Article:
Inspired by that time honored tradition of setting off fireworks for the Fourth of July. Where I’m from, setting off fireworks in the city is pretty much illegal, but people do it anyway. You can hear the faint pops and snaps carried on the night breeze.

Lots of explosives go into these things... Image from Wikimedia by Ikluft.

Lots of explosives go into these things…
Image from Wikimedia by Ikluft.

*  *   *

Colors bloomed across the night sky. Spires of blazing white, flowers of red, and snapping showers of blue dominated, with dashes of green and yellow tossed in. Full of barbecue and beer, people stretched out on blankets or leaned back in folding chairs, watching the colors burst and fade.

In the center of a particularly dense red starburst, a dark spot appeared, wavered, and then plummeted into the grass. People screamed, scattering. A few brave souls grabbed flashlights and rushed towards the crash.

“What was that?” A man yelled. “A helicopter?” He drew closer, shining his light on the shape half-buried in a pile of ripped grass and disturbed dirt. His beam played over pitted, scorched metal, dotted with debris.

“I don’t think so…” The man standing next to him said, studying the metal form, the curves not like any aircraft he’d seen before.

Something rattled from the shape, and with a groan, a door opened halfway, stopped by the earth against its edge. Unintelligible sounds emerged from inside the ship, spoken with a volume and vehemence that reminded the second man of his abuela when she got in a mood. The noise continued as something squeezed out of the opening, a quadruped about the size of a golden retriever.

The creature crouched on limbs that bent like a spiders, shaking itself and lifting one foot after the other to brush at the dirt caught in its short, blue-gray fur.

The first man nearly dropped his flashlight, fumbling to catch it with a gasp.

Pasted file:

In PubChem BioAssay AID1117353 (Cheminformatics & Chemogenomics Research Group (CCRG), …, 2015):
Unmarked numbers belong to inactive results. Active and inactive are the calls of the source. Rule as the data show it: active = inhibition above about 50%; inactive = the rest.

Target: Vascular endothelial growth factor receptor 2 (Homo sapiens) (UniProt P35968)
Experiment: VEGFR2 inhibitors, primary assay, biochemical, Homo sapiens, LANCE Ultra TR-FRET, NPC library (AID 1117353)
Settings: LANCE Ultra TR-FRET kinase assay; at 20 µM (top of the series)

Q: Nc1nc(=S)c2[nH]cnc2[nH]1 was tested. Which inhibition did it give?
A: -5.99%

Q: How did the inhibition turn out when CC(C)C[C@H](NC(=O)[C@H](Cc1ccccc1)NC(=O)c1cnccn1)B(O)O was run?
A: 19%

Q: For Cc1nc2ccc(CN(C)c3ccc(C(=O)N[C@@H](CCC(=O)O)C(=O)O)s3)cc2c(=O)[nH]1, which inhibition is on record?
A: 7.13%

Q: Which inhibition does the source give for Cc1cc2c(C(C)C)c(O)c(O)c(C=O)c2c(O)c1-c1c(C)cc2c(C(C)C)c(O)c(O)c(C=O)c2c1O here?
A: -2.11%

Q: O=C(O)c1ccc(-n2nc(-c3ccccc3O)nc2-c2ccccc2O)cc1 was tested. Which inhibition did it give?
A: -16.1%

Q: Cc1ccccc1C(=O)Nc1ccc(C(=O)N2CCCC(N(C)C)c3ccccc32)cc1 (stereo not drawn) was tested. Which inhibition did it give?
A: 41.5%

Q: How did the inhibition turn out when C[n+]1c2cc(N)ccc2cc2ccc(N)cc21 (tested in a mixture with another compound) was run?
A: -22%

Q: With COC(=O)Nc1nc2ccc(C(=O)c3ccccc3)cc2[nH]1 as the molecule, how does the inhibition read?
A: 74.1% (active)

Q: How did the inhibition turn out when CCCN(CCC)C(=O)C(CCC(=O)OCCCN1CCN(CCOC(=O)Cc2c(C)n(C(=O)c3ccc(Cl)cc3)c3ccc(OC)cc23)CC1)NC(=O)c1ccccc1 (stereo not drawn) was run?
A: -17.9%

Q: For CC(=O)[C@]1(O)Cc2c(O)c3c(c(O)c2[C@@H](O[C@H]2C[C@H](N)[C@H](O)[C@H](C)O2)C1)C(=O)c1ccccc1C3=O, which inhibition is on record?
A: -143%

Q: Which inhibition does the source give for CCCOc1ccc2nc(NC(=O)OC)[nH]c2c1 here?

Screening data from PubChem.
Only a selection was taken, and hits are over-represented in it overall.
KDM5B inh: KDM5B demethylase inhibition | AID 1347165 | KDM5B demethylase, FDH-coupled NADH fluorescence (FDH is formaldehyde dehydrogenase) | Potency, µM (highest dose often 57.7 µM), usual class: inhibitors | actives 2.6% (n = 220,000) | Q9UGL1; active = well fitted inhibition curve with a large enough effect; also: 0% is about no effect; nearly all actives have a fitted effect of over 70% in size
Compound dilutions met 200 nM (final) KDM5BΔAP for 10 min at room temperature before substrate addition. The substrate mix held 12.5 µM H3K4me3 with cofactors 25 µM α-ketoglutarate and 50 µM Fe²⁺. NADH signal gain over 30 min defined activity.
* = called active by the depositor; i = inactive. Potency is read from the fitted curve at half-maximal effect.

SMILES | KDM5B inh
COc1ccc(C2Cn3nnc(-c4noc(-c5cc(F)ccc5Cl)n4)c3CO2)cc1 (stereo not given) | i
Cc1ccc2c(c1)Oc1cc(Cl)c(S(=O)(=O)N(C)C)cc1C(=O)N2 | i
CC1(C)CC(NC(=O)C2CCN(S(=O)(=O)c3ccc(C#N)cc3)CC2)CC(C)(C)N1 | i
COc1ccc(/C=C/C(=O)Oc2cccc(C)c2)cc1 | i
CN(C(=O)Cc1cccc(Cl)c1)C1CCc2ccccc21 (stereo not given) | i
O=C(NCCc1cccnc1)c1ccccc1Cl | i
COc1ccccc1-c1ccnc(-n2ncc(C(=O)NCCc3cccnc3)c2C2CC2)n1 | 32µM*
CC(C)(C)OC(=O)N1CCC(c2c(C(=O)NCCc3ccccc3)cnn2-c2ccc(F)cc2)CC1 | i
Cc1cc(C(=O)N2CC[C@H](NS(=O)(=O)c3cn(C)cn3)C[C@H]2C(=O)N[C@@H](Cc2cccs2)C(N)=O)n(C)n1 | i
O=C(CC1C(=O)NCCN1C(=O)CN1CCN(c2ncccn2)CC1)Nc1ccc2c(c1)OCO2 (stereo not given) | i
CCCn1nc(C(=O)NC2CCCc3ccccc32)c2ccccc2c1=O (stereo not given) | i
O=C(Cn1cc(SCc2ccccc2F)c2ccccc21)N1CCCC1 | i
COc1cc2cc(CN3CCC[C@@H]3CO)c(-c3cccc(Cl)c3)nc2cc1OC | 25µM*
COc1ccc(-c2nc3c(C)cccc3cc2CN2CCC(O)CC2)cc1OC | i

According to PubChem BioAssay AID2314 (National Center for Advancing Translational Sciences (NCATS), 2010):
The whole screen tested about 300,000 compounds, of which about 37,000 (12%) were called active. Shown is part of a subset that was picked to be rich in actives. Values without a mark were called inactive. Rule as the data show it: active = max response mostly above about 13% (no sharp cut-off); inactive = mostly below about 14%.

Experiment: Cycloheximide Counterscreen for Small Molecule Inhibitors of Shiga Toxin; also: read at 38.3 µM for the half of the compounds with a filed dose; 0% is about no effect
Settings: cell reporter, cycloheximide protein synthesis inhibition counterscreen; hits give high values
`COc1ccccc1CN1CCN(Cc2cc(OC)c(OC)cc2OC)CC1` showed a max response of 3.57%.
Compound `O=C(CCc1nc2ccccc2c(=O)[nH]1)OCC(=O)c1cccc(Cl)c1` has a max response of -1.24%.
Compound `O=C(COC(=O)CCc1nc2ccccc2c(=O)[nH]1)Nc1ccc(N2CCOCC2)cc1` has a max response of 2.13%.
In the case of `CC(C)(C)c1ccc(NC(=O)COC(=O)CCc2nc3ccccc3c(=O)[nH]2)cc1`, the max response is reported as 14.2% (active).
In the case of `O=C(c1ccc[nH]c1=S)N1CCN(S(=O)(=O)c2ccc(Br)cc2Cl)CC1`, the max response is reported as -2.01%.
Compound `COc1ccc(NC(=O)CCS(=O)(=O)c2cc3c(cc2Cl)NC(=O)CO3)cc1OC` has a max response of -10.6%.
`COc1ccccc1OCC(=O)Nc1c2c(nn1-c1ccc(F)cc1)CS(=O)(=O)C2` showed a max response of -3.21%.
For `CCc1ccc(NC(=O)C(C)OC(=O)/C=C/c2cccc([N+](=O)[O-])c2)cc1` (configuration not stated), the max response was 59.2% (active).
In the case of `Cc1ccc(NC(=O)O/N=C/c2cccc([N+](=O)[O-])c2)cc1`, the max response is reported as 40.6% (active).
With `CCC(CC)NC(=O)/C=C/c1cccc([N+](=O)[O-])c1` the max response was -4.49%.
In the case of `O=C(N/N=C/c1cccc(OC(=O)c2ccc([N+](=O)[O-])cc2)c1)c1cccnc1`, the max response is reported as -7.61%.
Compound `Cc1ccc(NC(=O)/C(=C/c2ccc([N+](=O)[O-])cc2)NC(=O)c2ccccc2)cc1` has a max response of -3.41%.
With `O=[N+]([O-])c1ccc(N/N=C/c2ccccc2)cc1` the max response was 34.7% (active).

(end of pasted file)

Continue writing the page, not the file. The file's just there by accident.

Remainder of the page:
The creature looked up, folding its hind legs to sit upright. It made a few more noises, then reached a foot, which had four stubby fingers, into the harnesses slung around its trunk. “…were you thinking firing on an unarmed ship?”

“Firing?” The second man asked. “We didn’t fire on you!”

“What do you call all the candles in the sky?” The creature waved its front legs in the air. “The colored fire that burned my ship?”

“They’re fireworks. A part of a celebration. They look pretty, when viewed from the ground.”

The creature stared at the man with wide dark eyes, and craned its neck to look beyond him at the chairs, blankets, and huddled crowd. It said something that didn’t translate, and turned around, squeezing back into the half-open door. The ship groaned and rattled, and the door slammed shut.

It did not open again, no matter who yelled or banged on its sides, and a few hours later, the ship lifted slowly into the sky, and vanished into the stars.

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About Caitlin Stern

I have a MA in English, and have so many fantasy/urban fantasy WIPs it's not even funny. I'm an avid reader of science fiction, fantasy, mystery, romance, biography, fiction, and anything else that catches my interest. I collect books, and bookmarks I find that are visually appealing and useful.

2 responses »

  1. Regan says:

    The poor little guy – he sounds adorable though, the way you painted him, I could see him really clearly

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